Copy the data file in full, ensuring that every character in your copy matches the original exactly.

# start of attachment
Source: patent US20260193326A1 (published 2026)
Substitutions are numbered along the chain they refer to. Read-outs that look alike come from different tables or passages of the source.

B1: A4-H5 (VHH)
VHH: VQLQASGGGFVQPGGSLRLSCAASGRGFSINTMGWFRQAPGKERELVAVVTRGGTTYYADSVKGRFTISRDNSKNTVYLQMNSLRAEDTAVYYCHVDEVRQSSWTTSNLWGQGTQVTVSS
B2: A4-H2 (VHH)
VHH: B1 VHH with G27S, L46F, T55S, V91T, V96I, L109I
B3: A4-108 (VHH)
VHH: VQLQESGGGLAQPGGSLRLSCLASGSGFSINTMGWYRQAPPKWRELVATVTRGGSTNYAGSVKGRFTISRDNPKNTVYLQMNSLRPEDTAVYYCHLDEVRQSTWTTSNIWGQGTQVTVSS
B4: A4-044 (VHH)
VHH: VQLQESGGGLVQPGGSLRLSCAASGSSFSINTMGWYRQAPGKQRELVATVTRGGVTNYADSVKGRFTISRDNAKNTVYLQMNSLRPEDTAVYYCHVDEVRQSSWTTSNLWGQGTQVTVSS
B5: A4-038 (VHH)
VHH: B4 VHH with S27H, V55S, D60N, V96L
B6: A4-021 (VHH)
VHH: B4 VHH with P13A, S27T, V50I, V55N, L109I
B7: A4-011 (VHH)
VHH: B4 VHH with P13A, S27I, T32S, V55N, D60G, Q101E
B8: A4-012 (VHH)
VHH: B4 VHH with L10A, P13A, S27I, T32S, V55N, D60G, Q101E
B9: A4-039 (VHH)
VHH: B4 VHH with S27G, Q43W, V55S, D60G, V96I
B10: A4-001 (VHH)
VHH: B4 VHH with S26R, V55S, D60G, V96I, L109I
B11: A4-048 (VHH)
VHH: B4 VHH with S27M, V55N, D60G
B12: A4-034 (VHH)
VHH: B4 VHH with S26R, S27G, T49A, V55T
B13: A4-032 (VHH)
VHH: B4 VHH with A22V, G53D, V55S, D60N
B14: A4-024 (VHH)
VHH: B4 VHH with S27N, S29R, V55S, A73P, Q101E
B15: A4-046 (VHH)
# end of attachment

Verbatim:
Source: patent US20260193326A1 (published 2026)
Substitutions are numbered along the chain they refer to. Read-outs that look alike come from different tables or passages of the source.

B1: A4-H5 (VHH)
VHH: VQLQASGGGFVQPGGSLRLSCAASGRGFSINTMGWFRQAPGKERELVAVVTRGGTTYYADSVKGRFTISRDNSKNTVYLQMNSLRAEDTAVYYCHVDEVRQSSWTTSNLWGQGTQVTVSS
B2: A4-H2 (VHH)
VHH: B1 VHH with G27S, L46F, T55S, V91T, V96I, L109I
B3: A4-108 (VHH)
VHH: VQLQESGGGLAQPGGSLRLSCLASGSGFSINTMGWYRQAPPKWRELVATVTRGGSTNYAGSVKGRFTISRDNPKNTVYLQMNSLRPEDTAVYYCHLDEVRQSTWTTSNIWGQGTQVTVSS
B4: A4-044 (VHH)
VHH: VQLQESGGGLVQPGGSLRLSCAASGSSFSINTMGWYRQAPGKQRELVATVTRGGVTNYADSVKGRFTISRDNAKNTVYLQMNSLRPEDTAVYYCHVDEVRQSSWTTSNLWGQGTQVTVSS
B5: A4-038 (VHH)
VHH: B4 VHH with S27H, V55S, D60N, V96L
B6: A4-021 (VHH)
VHH: B4 VHH with P13A, S27T, V50I, V55N, L109I
B7: A4-011 (VHH)
VHH: B4 VHH with P13A, S27I, T32S, V55N, D60G, Q101E
B8: A4-012 (VHH)
VHH: B4 VHH with L10A, P13A, S27I, T32S, V55N, D60G, Q101E
B9: A4-039 (VHH)
VHH: B4 VHH with S27G, Q43W, V55S, D60G, V96I
B10: A4-001 (VHH)
VHH: B4 VHH with S26R, V55S, D60G, V96I, L109I
B11: A4-048 (VHH)
VHH: B4 VHH with S27M, V55N, D60G
B12: A4-034 (VHH)
VHH: B4 VHH with S26R, S27G, T49A, V55T
B13: A4-032 (VHH)
VHH: B4 VHH with A22V, G53D, V55S, D60N
B14: A4-024 (VHH)
VHH: B4 VHH with S27N, S29R, V55S, A73P, Q101E
B15: A4-046 (VHH)